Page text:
SIBYL OF CUMAE’s sailing base from 1950 into the early 1970s became fjord-like Loch Goil, one of the Firth of Clyde's beautiful salty arms into the Scottish West Highlands. Both Lita and SIBYL OF CUMAE are still well remembered there. Her cruising range extended from Brittany to the Baltic, returning to winter at the Ardroy, Lochgoilhead boatyard jointly owned by Lita and retired RNVR Commander Jørgen Svend Jensen.

SIBYL had retained more or less her original gaff cutter configuration for her first half century. It was inevitable that would change, particularly with so many inventive “Sapper” minds involved. In 1952 she was converted to a Bermudan sloop, and in 1956, with input from American wishbone rig specialist Frederic A. Fenger, to a very efficient Bermudan ketch with a large mizzen and wishbone main. The wishbone was eventually dispensed with and in 1968 Leitch of Tarbert supplied the efficient and easily handled fully battened ketch rig that old hands on the Clyde and south west coast of Ireland will remember for its then novelty.

At least two incidences are recorded of SIBYL's handiness, and Lita's helmsmanship. In 1970 the Clyde Cruising Club awarded Lita the Ferrier Trophy for Seamanship at a Club Event for beating in and out of the crowded anchorage each day during the Royal Cork YC's Bicentenary Regatta. And in 1976, when attending her last Royal Engineer YC event at Lymington having sailed there from West Cork, Lita and SIBYL sailed into and out of a berth at the Yacht Haven.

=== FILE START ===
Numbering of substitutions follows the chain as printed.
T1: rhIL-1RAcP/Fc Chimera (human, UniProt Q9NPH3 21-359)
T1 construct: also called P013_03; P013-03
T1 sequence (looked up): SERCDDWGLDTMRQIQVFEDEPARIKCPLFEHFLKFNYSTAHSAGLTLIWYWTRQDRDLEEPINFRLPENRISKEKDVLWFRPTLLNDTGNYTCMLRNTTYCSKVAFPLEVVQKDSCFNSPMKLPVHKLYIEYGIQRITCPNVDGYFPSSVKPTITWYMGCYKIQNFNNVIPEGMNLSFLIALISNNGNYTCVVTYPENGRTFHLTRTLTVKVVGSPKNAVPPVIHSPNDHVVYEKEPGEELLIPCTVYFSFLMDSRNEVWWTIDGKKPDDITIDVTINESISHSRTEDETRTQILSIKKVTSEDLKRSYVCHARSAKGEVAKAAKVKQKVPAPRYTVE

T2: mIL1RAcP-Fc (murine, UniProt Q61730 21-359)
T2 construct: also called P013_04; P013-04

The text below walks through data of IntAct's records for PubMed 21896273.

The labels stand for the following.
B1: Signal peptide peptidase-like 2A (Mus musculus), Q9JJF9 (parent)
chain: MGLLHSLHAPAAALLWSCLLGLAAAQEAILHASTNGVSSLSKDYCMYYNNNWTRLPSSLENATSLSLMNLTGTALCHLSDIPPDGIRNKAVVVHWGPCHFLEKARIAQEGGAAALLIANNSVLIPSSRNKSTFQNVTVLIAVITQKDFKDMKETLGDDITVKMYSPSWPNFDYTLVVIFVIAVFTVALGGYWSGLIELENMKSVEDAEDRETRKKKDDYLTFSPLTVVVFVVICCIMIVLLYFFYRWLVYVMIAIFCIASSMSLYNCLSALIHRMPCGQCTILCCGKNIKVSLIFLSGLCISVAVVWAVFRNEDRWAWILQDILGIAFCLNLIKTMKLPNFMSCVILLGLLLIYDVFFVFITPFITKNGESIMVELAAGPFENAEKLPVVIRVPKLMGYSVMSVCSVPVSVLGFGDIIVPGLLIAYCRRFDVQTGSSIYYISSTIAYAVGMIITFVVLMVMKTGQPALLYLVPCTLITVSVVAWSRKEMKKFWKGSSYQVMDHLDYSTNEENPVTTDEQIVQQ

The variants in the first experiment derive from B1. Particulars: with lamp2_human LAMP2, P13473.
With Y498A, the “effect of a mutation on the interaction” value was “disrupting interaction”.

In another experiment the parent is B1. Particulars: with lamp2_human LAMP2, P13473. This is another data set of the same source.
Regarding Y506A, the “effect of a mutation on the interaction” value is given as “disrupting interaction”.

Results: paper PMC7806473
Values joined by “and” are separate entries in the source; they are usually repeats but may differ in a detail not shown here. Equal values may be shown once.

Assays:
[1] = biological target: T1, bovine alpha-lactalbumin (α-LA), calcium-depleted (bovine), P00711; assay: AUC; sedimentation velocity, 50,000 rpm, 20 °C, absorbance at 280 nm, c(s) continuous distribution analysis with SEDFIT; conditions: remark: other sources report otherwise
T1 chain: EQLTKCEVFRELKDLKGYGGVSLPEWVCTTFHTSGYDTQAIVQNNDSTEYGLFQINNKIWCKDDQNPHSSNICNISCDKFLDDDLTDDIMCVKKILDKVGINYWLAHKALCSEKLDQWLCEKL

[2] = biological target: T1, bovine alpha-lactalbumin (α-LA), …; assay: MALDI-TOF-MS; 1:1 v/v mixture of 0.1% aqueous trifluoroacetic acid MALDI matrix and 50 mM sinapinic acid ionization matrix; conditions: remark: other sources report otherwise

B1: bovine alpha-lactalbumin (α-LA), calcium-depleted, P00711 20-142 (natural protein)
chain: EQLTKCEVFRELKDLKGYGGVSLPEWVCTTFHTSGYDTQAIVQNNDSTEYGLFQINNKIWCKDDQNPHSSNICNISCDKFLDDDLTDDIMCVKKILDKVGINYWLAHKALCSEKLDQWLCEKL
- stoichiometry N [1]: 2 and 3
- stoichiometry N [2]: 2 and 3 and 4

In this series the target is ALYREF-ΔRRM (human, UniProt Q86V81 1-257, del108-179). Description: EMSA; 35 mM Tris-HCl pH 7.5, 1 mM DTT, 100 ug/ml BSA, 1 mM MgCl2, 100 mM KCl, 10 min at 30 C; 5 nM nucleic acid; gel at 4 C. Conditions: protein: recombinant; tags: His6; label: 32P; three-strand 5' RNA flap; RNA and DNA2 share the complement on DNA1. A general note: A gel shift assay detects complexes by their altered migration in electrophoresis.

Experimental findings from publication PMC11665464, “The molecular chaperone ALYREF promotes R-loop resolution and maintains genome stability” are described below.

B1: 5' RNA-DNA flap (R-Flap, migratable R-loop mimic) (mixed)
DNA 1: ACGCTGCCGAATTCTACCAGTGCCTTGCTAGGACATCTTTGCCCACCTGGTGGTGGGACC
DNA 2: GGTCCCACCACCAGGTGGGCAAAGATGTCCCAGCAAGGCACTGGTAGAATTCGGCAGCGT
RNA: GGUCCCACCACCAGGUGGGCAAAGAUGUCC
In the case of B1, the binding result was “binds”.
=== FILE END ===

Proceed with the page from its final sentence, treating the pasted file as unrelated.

From the early 1970s SIBYL OF CUMAE’s home mooring alternated between Loch Goil and increasingly Baltimore, West Cork, Ireland, where she wintered in Skinner’s boat shed. After Lita Edwards’ death in 1978 the boat would not return to the Clyde for 40 years.

Still owned by the existing partners, SIBYL OF CUMAE gravitated to the West Country of England where during the 1980s she was damaged in a storm. Surveyor and shipwright John Merrett and his wife Dorothy took over ownership and embarked on the complete 1985-1988 restoration detailed above. SIBYL then cruised the West Country became a regular at classic regattas there into her second century.

In current ownership since 2014, SIBYL OF CUMAE has comfortably clocked off significant sea miles, with a 2019 passage to Sweden to be added to her 2018 round-Britain and 2022 Fife Regatta adventures. No mean feats for a yacht conceived as a Clyde day racer. That William Fife knew a thing or two.

©2024 Iain McAllister/ Sandeman Yacht Company Ltd.



- Double planked mahogany topsides
- Single planked cedar underbody, professionally Cascover sheathed
- Oak frame
- Lead ballast keel
- Teak laid deck on plywood substrate
- Mahogany superstructures



- Varnished covering boards, toerail/ bulwark and rail
- Stainless steel stanchions


- Stainless steel pushpit
- Chromed mushroom vent
- Chromed fairleads port and starboard at taffrail
- Raised varnished hatch to lazarette
- Teak and chrome mooring cleats port and starboard

- Giles style Highfield runner levers port and starboard
- 4 x Headsail sheet wood blocks

- Varnished coamings
- Raw teak grating sole